'Man of the Sea'
Anyone arriving in Mo via boat on the Ranfjorden will be greeted by the 10 metre high (33 ft) 'Man of the Sea' granite statue. The statue is part of Artscape Nordland, and was created by the British sculptor Antony Gormley. If you would like to get a closer look at the 'Man of the Sea', the easiest way is to follow the pedestrian street down to Jernbaneparken, and go through the underpass under the railway line.
Moholmen, the old part of Mo i Rana, sits like an oasis just outside the town centre. A stroll around here is like a trip back in time, away from our modern urban lives. The oldest buildings in Moholmen date back to the 17th century, and the area acts as a living museum of the era before industry arrived in the town. As well as a row of small houses thatover the years have been used as storehouses and accommodation for travellers, two of the grand buildings belonging to the merchant L. A. Meyer still remain. The best way to get to Moholmen is to followthe pedestrian street down to the underpass under the railway line.
The Tourist Information Centre in Mo i Rana has an excellent brochure providing plenty of information about Moholmen, with descriptions of individual houses and buildings.
The fjord promenade
Treat yourself to a short walk alongside the fjord on footpaths and roads that follow the shoreline. This lovely promenade, within very easy reach of the town centre, will take you past the 'Man of the Sea', Moholmen, Moskjæran Marina, the Police Station and Toranes Quay, where prawn boats are often moored selling fresh prawns.
The venerable old wooden church is the oldest building in the town, built in 1723–24. It is a beautiful cruciform church in the Neo-Gothic style, with a characteristic onion dome that was added in 1832. The brains behind the construction of the church was Thomas von Westen, and his statue stands on a plinth outside the church.
The 'Old Building' in the Rica Meyergården Hotel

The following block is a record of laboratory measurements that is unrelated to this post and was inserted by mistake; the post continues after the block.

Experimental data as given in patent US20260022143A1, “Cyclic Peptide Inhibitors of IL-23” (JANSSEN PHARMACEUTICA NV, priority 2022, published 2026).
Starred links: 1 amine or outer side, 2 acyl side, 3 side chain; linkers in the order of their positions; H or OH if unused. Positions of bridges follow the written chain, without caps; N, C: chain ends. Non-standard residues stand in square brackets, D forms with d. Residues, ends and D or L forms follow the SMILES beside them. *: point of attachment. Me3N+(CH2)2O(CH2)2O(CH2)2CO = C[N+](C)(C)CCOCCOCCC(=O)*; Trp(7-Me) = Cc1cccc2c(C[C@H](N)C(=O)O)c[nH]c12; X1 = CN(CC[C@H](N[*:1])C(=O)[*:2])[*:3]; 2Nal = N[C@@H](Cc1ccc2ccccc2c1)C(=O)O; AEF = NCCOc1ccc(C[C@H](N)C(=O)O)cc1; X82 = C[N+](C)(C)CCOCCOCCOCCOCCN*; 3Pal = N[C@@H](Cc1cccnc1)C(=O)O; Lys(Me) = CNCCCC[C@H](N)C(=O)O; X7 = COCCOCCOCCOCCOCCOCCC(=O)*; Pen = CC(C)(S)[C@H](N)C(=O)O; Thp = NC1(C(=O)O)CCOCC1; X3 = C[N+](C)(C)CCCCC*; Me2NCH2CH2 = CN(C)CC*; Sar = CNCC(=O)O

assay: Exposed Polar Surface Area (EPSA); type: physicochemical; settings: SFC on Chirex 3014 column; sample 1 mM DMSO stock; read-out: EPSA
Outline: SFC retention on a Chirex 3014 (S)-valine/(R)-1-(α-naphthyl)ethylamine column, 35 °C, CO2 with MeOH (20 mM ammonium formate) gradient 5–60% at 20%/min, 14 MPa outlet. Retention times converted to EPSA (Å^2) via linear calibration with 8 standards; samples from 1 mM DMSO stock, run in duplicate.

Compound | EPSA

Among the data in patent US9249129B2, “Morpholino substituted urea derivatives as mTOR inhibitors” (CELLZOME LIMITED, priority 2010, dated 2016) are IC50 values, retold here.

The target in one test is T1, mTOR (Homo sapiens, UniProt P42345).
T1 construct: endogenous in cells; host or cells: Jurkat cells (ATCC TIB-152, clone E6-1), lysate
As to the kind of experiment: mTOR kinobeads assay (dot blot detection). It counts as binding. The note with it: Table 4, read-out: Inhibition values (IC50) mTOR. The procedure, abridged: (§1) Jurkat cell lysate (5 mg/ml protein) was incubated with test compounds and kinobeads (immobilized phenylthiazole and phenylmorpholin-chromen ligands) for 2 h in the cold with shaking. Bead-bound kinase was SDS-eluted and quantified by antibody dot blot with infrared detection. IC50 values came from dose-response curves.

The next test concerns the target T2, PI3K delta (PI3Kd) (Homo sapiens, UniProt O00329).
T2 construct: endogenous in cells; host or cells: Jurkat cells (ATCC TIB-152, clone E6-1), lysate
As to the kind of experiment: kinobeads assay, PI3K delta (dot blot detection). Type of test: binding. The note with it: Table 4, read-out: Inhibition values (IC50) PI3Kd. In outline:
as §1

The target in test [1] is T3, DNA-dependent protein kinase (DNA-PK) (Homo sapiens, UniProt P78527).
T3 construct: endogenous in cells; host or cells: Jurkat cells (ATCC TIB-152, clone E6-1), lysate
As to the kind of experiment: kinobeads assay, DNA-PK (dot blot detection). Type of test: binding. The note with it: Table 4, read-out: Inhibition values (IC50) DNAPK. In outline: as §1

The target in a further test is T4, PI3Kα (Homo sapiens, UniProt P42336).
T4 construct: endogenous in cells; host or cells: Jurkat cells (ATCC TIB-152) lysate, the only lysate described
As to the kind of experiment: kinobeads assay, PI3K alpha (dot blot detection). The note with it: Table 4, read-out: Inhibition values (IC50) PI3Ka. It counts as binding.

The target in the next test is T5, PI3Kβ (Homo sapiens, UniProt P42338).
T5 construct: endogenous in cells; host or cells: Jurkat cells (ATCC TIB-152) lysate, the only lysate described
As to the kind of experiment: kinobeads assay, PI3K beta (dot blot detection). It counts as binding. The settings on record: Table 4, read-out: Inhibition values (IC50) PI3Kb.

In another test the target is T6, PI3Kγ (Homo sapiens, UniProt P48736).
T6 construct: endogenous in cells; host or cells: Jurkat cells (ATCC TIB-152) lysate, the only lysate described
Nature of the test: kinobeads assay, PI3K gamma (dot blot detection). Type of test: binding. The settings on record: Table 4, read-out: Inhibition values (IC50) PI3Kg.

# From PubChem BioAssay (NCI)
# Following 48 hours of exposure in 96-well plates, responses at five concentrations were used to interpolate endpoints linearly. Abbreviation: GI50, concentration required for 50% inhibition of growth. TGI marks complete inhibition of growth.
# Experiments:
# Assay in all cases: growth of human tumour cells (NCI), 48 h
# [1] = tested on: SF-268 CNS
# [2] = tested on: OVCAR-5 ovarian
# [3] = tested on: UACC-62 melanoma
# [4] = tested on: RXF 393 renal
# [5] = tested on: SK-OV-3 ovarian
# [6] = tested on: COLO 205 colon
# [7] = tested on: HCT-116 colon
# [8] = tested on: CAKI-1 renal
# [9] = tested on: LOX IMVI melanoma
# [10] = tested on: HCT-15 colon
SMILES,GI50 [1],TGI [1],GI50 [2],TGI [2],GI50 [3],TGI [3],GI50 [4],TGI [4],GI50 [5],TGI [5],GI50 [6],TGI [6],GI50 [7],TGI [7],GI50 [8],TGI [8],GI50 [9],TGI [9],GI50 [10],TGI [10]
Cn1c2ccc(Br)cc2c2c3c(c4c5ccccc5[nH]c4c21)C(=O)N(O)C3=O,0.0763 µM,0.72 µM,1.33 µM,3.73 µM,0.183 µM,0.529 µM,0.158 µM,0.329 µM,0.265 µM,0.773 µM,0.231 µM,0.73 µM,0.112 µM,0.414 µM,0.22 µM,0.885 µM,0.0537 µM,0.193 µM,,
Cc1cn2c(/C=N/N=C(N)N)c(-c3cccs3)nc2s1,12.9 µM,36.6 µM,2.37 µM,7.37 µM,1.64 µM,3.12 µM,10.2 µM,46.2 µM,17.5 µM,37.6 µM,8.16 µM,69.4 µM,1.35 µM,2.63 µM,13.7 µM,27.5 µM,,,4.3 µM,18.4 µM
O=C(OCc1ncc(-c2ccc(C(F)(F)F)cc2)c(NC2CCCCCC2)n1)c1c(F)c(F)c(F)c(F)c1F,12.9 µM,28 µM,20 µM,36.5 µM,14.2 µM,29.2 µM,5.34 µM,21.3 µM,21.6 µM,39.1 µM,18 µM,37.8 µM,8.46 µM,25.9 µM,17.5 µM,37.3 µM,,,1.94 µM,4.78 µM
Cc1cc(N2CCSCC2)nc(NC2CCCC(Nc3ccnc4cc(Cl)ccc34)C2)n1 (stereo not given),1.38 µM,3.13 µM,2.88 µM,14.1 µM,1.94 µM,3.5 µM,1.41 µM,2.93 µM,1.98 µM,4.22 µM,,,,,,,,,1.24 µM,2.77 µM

In the heart of the town is the traditional Rica Meyergården Hotel, the oldest part of which dates back to 1890. That was the year in which 'Heim' ('Home') was completed, a majestic Swiss-style villa in what was then a rural setting. The Meyer family used this building as their private residence, while also using large parts of it as a guesthouse. The building stands just as proudly today as the 'Old Building', part of the Rica Meyergården Hotel. The ground floor contains several beautiful drawing rooms and lounges with antique furniture and decoration from a bygone age. The first and second floors house simple but cosy rooms. The Meyer family's former apartment has also been converted into one of the hotel's finest suites.
The Rana Museum is just beside Meyerhagen. This is the town's branch of the Helgeland Museum. It contains exhibitions showing the rich history of Rana. The main attraction of the museum is Helge Monsen's impressive model of old Mo, from the time before the ironworks. The museum also puts on changing art exhibitions on the first floor, which are always worth seeing.
The town hall is a special building, and an attraction in itself. The building and the adjacent Kinoteateret cinema were built in the 1960s and 70s. With its large concrete façades and red windows, the building has gained notoriety as one of the least attractive buildings in Norway. The town hall lies at the top of the pedestrian street and presides over the town. During the day, you can also go into the town hall and view its interior.
One of the town's newest and most distinctive buildings, Nordland Teater's theatre is right beside the Town Hall and Kinoteateret. The town's cultural stronghold was completed in 2005, when Nordland Teater could finally move into modern, permanent premises. This special building's shapes and colours are intended to reflect the creativity and inspiration of theatre. The building was designed by the architects Hegglund and Koxvold. Nordland Teater is closed during the summer, but you can still appreciate the building from the outside; the best place is from the Theatre Park at the back of the building.